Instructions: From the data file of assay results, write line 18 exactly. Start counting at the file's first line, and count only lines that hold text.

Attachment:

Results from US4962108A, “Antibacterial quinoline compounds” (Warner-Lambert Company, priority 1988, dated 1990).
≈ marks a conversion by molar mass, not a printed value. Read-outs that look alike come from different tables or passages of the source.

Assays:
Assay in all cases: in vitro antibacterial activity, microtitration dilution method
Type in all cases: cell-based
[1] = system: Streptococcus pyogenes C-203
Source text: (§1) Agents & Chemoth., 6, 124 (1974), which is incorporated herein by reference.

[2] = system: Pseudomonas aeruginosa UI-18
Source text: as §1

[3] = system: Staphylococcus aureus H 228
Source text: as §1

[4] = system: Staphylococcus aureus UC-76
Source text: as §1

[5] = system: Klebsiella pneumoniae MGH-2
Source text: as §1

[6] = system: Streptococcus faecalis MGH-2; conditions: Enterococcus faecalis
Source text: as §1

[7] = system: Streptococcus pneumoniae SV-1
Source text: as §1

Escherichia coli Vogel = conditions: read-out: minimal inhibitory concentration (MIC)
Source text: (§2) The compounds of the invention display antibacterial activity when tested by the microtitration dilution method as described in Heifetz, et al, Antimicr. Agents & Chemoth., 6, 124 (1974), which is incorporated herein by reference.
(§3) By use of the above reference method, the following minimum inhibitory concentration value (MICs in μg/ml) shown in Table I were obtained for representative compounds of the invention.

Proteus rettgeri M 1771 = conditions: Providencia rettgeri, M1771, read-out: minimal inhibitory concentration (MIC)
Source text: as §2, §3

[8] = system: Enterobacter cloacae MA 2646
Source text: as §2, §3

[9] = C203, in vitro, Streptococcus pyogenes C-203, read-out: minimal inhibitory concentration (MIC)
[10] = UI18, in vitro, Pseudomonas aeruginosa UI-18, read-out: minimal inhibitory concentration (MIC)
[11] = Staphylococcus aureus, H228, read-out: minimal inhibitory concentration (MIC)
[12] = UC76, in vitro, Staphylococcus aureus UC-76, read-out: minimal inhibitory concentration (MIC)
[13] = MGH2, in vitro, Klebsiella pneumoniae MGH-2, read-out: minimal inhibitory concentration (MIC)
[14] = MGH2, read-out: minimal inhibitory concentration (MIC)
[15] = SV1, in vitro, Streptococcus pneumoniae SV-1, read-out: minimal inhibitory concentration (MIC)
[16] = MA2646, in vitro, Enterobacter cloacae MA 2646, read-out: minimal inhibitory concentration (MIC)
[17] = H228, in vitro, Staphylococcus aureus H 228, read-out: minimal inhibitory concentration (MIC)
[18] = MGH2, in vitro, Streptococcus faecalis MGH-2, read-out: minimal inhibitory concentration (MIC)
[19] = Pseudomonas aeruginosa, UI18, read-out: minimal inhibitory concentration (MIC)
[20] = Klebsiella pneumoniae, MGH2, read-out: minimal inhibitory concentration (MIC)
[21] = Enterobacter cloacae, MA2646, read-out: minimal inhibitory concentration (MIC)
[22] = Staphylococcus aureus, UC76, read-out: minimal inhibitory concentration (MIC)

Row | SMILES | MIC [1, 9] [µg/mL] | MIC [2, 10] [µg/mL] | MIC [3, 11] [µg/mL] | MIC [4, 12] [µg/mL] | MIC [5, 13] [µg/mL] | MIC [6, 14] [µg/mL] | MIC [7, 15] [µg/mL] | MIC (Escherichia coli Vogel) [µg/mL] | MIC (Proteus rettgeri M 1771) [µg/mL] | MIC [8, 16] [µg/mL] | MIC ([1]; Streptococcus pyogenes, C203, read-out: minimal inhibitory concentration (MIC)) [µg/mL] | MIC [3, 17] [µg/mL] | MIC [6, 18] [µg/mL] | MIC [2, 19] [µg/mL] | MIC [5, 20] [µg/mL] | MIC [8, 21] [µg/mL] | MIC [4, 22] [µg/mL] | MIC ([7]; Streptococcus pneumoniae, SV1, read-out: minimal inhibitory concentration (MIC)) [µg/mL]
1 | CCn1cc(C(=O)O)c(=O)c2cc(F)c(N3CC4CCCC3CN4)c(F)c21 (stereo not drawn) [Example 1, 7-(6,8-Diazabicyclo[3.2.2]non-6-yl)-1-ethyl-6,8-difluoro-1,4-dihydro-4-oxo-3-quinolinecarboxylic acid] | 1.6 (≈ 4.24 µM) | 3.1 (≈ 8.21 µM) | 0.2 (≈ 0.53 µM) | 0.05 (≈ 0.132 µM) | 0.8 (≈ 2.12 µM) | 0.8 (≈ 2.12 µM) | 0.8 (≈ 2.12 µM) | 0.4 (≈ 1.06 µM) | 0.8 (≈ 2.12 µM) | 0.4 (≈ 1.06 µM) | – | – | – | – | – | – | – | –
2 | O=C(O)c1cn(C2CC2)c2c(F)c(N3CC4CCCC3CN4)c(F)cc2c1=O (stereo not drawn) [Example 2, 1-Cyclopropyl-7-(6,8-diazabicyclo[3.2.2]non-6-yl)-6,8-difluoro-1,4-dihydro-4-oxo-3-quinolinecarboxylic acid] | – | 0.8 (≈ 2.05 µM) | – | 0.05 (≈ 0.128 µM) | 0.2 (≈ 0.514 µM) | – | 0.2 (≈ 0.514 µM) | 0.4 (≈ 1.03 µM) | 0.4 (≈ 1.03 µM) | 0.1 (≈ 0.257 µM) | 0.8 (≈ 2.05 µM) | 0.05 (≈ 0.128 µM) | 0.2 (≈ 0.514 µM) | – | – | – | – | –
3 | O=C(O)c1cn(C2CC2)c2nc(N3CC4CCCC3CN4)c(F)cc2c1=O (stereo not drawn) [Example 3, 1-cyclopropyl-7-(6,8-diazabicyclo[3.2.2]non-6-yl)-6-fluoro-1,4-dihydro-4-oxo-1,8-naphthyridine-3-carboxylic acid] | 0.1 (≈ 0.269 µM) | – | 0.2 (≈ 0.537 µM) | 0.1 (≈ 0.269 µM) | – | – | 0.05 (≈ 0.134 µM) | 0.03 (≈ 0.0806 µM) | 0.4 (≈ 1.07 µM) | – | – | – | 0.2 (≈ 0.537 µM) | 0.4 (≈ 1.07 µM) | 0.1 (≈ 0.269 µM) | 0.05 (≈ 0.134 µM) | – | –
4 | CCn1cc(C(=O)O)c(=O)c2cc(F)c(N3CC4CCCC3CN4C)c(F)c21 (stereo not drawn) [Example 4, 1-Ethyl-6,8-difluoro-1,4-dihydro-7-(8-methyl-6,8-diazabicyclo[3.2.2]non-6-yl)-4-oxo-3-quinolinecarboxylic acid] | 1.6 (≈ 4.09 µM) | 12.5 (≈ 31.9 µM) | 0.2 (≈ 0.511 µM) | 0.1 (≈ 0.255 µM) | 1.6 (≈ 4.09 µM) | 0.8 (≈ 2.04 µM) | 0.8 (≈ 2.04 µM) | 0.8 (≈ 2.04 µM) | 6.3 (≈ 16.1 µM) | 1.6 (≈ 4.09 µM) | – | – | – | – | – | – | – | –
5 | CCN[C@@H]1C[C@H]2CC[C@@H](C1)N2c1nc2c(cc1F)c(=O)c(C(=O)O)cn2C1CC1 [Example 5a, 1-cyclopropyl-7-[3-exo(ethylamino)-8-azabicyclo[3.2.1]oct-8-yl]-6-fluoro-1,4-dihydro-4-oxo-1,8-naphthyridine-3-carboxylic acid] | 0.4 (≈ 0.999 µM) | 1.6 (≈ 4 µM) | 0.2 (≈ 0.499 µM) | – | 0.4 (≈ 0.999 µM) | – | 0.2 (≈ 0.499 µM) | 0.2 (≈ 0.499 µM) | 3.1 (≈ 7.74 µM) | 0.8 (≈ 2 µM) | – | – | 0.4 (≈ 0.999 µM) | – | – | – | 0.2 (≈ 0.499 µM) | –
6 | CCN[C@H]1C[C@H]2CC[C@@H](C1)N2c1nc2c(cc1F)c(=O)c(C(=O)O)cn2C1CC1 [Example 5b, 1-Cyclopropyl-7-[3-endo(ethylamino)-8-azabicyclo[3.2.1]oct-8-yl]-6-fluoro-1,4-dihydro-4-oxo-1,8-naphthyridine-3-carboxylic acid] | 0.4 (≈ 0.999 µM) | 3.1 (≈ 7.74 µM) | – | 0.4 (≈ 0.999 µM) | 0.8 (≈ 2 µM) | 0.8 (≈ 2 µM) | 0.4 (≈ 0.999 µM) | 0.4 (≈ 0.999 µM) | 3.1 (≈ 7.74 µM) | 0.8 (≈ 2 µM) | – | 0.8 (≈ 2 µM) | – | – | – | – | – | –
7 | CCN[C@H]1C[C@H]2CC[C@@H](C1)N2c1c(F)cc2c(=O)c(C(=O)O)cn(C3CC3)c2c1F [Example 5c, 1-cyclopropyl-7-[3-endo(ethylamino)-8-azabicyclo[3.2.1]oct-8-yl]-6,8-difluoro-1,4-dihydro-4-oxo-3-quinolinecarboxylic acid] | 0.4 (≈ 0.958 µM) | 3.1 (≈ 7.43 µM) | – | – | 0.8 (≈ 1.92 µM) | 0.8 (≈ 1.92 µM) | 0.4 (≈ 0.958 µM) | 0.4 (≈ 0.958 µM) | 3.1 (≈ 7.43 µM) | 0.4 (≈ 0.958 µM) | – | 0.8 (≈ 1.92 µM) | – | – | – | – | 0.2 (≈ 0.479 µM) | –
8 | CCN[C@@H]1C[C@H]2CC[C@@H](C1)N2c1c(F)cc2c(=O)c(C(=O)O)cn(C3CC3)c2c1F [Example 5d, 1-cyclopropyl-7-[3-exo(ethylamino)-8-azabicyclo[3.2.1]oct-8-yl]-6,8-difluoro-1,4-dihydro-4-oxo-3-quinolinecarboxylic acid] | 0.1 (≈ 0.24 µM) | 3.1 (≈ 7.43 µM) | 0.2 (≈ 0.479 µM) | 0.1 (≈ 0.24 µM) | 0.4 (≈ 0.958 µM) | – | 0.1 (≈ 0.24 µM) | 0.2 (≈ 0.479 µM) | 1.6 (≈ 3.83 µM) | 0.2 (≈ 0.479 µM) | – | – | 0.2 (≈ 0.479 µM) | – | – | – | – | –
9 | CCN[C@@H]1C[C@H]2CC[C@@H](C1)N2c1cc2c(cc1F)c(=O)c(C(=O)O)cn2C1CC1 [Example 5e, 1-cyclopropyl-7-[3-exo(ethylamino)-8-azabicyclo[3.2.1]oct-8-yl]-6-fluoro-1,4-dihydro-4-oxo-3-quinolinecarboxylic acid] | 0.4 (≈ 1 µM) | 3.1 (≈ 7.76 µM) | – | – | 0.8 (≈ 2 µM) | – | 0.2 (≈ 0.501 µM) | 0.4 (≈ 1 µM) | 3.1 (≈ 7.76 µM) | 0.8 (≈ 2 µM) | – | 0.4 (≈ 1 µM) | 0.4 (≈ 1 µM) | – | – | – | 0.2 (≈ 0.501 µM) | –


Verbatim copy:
[7] = system: Streptococcus pneumoniae SV-1